The invention is related to the use of computer system 600 for implementing the techniques described herein. According to one embodiment of the invention, those techniques are performed by computer system 600 in response to processor 604 executing one or more sequences of one or more instructions contained in main memory 606. Such instructions may be read into main memory 606 from another machine-readable medium, such as storage device 610. Execution of the sequences of instructions contained in main memory 606 causes processor 604 to perform the process steps described herein. In alternative embodiments, hard-wired circuitry may be used in place of or in combination with software instructions to implement the invention. Thus, embodiments of the invention are not limited to any specific combination of hardware circuitry and software.
The term “machine-readable medium” as used herein refers to any medium that participates in providing data that causes a machine to operation in a specific fashion. In an embodiment implemented using computer system 600, various machine-readable media are involved, for example, in providing instructions to processor 604 for execution. Such a medium may take many forms, including but not limited to, non-volatile media, volatile media, and transmission media. Non-volatile media includes, for example, optical or magnetic disks, such as storage device 610. Volatile media includes dynamic memory, such as main memory 606. Transmission media includes coaxial cables, copper wire and fiber optics, including the wires that comprise bus 602. Transmission media can also take the form of acoustic or light waves, such as those generated during radio-wave and infra-red data communications. All such media must be tangible to enable the instructions carried by the media to be detected by a physical mechanism that reads the instructions into a machine.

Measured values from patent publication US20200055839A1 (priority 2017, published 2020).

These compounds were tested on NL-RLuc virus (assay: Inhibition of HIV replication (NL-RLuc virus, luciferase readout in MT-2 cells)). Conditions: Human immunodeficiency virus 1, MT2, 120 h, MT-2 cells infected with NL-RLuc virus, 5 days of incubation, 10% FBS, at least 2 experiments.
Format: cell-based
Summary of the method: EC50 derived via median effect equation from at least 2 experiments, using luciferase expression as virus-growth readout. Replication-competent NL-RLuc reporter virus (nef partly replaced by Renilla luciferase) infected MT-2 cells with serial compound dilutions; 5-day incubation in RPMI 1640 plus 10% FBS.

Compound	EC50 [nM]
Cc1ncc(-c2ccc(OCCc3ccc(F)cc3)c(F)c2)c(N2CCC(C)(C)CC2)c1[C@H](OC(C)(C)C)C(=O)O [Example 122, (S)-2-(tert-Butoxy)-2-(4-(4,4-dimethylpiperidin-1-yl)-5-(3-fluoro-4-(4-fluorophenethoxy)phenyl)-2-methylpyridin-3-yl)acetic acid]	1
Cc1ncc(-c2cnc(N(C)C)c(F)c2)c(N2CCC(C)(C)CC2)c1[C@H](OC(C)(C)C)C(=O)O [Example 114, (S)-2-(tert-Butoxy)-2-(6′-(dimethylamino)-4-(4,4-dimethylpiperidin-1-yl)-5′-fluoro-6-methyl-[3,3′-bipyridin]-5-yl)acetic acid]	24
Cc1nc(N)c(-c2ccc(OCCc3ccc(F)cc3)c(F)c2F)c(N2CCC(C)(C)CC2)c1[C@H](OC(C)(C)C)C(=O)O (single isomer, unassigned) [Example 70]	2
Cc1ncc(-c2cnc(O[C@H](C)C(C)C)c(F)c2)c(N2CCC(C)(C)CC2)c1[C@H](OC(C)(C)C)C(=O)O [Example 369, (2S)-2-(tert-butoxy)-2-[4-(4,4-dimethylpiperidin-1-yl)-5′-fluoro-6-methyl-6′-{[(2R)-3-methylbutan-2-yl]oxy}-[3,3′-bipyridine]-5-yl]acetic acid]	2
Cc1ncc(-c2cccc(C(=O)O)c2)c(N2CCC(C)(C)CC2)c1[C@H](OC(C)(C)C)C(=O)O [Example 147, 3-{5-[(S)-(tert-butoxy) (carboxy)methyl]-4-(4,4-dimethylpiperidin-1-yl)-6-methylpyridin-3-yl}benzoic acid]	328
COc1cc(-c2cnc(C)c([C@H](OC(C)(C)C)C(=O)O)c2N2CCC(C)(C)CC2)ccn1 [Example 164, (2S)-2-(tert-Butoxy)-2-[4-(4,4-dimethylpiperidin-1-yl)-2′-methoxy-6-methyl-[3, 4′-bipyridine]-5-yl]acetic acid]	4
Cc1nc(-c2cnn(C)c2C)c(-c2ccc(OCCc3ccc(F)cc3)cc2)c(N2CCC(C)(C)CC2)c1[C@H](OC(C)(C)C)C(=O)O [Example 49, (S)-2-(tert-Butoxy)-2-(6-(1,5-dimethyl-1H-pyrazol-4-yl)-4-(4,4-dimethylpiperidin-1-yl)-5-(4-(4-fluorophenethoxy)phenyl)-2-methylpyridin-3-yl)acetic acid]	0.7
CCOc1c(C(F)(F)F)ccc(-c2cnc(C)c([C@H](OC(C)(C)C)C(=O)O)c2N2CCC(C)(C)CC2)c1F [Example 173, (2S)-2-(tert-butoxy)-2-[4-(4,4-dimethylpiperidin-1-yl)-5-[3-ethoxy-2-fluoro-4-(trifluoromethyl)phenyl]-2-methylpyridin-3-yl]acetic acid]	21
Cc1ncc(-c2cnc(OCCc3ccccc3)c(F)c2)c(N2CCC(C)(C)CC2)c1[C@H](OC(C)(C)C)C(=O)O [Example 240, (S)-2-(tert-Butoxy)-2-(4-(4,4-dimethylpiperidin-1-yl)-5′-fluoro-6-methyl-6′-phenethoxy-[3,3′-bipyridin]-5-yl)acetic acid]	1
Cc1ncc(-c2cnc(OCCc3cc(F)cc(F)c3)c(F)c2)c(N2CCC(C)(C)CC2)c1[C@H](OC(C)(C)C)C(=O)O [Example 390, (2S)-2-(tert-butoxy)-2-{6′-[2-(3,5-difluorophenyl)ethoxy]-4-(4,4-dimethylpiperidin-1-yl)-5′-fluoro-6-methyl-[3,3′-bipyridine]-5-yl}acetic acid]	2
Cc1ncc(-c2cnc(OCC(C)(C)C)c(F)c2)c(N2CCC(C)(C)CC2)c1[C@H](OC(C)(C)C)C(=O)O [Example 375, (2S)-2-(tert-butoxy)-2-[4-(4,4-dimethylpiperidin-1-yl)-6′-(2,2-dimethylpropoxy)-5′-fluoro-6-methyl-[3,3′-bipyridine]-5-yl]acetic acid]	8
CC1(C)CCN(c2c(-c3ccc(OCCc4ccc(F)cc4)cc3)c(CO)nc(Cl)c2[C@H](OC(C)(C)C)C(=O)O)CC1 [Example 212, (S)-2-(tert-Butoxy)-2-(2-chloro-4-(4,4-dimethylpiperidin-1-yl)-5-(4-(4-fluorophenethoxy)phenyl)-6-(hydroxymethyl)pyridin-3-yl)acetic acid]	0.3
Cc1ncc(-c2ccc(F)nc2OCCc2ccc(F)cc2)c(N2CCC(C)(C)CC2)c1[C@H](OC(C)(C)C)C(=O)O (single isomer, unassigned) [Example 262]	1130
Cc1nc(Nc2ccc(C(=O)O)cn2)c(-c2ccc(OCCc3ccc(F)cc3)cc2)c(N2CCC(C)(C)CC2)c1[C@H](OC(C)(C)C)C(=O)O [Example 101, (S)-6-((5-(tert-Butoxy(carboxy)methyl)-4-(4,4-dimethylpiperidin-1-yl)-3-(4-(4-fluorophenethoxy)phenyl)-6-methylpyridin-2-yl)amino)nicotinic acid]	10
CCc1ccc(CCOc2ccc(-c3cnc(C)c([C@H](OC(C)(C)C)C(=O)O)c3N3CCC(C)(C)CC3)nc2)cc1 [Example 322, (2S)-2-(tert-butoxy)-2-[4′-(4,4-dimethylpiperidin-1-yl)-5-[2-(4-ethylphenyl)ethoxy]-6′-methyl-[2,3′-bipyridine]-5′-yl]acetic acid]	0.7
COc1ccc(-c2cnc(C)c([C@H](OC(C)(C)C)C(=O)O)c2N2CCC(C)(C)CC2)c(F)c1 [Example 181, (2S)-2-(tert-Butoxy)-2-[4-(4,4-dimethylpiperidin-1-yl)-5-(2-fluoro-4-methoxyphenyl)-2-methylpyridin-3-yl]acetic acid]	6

Common forms of machine-readable media include, for example, a floppy disk, a flexible disk, hard disk, magnetic tape, or any other magnetic medium, a CD-ROM, any other optical medium, punchcards, papertape, any other physical medium with patterns of holes, a RAM, a PROM, an EPROM, a FLASH-EPROM, any other memory chip or cartridge, a carrier wave as described hereinafter, or any other medium from which a computer can read.
Various forms of machine-readable media may be involved in carrying one or more sequences of one or more instructions to processor 604 for execution. For example, the instructions may initially be carried on a magnetic disk of a remote computer. The remote computer can load the instructions into its dynamic memory and send the instructions over a telephone line using a modem. A modem local to computer system 600 can receive the data on the telephone line and use an infra-red transmitter to convert the data to an infra-red signal. An infra-red detector can receive the data carried in the infra-red signal and appropriate circuitry can place the data on bus 602. Bus 602 carries the data to main memory 606, from which processor 604 retrieves and executes the instructions. The instructions received by main memory 606 may optionally be stored on storage device 610 either before or after execution by processor 604.